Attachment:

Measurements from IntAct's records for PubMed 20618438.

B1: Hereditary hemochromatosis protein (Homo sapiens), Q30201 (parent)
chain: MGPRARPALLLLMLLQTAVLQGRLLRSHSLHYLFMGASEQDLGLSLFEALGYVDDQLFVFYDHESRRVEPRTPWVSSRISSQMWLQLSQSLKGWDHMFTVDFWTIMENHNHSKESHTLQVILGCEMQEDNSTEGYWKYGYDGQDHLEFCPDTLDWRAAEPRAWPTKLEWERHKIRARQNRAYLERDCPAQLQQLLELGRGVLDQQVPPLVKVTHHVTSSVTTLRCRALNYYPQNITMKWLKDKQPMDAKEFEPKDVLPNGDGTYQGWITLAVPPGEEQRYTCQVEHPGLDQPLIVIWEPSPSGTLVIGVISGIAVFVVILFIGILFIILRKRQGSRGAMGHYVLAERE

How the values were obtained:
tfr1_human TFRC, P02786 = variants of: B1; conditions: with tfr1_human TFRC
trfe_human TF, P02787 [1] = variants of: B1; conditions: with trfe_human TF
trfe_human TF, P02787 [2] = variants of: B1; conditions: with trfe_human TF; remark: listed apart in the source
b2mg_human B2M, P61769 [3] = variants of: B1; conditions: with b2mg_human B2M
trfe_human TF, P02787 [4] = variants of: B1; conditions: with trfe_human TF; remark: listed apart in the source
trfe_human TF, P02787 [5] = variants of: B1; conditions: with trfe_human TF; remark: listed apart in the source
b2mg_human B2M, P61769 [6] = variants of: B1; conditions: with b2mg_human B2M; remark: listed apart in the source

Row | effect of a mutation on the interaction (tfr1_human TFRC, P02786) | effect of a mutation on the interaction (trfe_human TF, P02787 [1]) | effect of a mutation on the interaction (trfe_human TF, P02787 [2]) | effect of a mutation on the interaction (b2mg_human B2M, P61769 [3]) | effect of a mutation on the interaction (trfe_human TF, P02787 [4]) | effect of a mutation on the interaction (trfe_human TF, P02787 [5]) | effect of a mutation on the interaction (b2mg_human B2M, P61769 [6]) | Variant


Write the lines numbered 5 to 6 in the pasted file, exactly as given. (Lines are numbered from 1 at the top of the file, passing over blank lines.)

tfr1_human TFRC, P02786 = variants of: B1; conditions: with tfr1_human TFRC
trfe_human TF, P02787 [1] = variants of: B1; conditions: with trfe_human TF